in these particular institutional roles.
 this is how he makes health and sickness a sociological project. a novel move he makes
that sets part of the foundation for medical sociology.
 rationality
 vulnerability of the patient makes it impossible for the patient to act rationally and make
rational decisions about how they will fix themselves
 the doctor-patient relationship served functions not only for the patient, but also for the
 economic actor, rational actor, presented with an array of options/choices: that model
does not work for health/illness. sickness creates in patients or individuals particular
vulnerabilities, disabling them from making rational decisions about how to heal
themselves. so that’s why they need the technical competence of a doctor.
 he’s discarding what was the main model of how individual actors operate in society. the
rational actor model doesn’t work in this instance, therefore, how is it that sickness and
this relationship between doctor and patient, how can this situation be managed? and
that’s the sociological question for Parsons. the answer he says is encapsulated in the
sick role, the rights and obligations of it, and the rights and obligations of the physician
on the other hand.
 what are some of his definitions of illness?
 to him, illness is a state in which an individual’s capability to function normally is
 (p. 138 of Williams?) (p. 120 of Patients, Physicians, Illness?)
 mental illness – incapacity for role performance
 somatic illness – incapacity for task performance
 rights and obligations of the sick role
 the sick role as a temporary and contingent status. the only way you get to be in that
contemporary status is contingent upon you wanting to get better. it’s the only way you
get legitimized into this role as patient.
 you’re exempted from the responsibility for being sick.
 2 obligations:
 you have to want to get well
 you have to seek technically competent help (physician)
 what’s the situation of the physician – what are the ways in which this notion of the sick role
or the institutionalized role of the physician, how is it functional for the physician?
 he talks about the values that are supposed to orientation the physician (collective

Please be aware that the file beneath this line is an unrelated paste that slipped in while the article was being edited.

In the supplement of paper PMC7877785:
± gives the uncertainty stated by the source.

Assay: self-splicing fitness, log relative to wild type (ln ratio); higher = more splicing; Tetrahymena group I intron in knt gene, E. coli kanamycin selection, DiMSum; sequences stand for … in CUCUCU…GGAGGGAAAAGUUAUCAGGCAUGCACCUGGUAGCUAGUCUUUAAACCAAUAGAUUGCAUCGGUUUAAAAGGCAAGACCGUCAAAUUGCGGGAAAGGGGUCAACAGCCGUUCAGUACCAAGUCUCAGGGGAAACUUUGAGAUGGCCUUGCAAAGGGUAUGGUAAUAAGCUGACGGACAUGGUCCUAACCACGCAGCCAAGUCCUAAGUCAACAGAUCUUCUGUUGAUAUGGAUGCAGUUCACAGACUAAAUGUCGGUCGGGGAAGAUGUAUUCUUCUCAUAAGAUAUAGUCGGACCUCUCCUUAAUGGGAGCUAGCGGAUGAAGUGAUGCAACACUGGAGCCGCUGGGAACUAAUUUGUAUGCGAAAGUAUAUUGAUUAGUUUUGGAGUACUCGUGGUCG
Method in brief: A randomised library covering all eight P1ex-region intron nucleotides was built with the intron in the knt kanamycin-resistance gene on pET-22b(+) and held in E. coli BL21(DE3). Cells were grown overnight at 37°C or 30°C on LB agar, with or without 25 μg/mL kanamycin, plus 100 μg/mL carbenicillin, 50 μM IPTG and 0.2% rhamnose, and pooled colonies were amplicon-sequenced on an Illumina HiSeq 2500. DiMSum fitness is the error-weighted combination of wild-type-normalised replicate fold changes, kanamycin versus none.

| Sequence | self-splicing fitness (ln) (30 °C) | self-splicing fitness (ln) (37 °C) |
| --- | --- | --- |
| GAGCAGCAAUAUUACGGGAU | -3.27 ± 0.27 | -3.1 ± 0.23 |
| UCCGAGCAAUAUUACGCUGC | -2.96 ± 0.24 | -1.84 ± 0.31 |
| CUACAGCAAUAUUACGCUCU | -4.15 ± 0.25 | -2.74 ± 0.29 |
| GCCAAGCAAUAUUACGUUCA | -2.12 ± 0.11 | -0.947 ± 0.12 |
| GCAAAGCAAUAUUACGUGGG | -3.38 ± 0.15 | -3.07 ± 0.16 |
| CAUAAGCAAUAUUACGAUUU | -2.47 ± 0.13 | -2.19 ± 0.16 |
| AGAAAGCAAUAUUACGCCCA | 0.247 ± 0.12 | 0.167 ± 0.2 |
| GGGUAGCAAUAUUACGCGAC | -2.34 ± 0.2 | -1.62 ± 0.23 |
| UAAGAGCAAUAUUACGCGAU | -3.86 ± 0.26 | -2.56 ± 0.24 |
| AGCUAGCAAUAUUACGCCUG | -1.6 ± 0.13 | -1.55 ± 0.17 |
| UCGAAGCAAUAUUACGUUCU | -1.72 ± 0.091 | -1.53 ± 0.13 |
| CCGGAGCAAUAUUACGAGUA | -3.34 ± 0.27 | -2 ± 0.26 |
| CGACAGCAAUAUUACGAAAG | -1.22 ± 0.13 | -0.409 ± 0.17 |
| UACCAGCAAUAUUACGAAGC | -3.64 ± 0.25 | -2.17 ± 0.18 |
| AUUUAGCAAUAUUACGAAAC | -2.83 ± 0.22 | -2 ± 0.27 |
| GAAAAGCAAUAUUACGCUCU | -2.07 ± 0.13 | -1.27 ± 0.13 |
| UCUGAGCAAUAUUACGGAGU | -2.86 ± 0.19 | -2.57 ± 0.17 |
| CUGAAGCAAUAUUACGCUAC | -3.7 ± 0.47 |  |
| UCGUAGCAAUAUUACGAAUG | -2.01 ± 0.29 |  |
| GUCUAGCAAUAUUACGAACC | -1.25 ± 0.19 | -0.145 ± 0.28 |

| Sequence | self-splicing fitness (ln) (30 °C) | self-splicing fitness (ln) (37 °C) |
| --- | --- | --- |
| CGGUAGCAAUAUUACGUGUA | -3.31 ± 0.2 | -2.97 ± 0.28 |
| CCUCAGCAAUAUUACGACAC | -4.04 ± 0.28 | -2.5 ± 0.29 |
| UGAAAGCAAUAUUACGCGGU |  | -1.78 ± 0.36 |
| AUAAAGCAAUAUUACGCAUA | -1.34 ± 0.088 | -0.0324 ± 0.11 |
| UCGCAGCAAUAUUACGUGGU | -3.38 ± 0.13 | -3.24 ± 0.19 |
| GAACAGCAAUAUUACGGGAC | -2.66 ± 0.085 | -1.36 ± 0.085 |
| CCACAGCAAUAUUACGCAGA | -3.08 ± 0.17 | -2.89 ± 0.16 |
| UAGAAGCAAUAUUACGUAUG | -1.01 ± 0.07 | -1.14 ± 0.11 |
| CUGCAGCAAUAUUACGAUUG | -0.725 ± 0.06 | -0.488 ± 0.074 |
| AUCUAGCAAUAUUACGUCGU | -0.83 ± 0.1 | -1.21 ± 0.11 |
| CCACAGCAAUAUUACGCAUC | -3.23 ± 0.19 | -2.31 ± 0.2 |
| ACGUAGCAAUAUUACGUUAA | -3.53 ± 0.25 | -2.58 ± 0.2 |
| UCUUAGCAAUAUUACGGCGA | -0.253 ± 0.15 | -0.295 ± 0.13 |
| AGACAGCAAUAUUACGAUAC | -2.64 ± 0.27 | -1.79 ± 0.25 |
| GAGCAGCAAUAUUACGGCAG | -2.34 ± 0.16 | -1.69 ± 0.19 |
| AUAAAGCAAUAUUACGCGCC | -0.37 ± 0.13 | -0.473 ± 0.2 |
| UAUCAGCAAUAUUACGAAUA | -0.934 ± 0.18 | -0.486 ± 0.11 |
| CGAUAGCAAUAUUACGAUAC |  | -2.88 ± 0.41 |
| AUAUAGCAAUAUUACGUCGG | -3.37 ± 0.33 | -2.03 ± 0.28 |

orientation, etc.) – it’s an achievement-oriented role.
 he has the authority to ask patients to comply with their advice.
 if system working well, this almost automatically orients physicians and patients toward
fulfilling the roles that are established for them, and that in turn is the most efficient way
for sick people to get better.
 because they have to be technically competent, there’s this accepted notion that anybody
who enters into the physician’s role has a certain degree of technical competence, which
in turn establishes their moral authority to do all sorts of things to patients that people in
other roles would not be able to do
 what about the emotions of the physician?
 neutrality factor.
 dangers of physician being in that position. don’t want to get emotionally connected to
 assumption that physician was male, and patient often female.
 dealing w/ very intimate areas of life and death. and tendency of individuals to get
sucked into that.
 social distance. the phrase he uses is “detached concern” for the patient’s interests and
health. so you’re making decisions scientifically.
 having a bias toward treatment may not serve a social function, but it reassures
patient/society that everything is being done.
 the physician should be making his decisions based on the scientific data re: what
actually works, and not on how much you like or identify with the patient.
 Krista: a lot of Foucault in this
 paying no attention to the social person or to self
 Foucault talks about it as the disciplining that happens as an act of power. where
Foucault sees power, Parsons sees social order. the content of what they say is far
more similar , but it’s the “in service of what?” that’s drastically different
 optimistic bias. pseudo-scientific elements.
 what’s the functional significance of pseudo-science?
 all in modern medicine is not exactly scientific; there are some special problems, and
medical practice has developed ways to deal with them. one problem is uncertainty – we
don’t know everything there is to know about health and illness. medical practice’s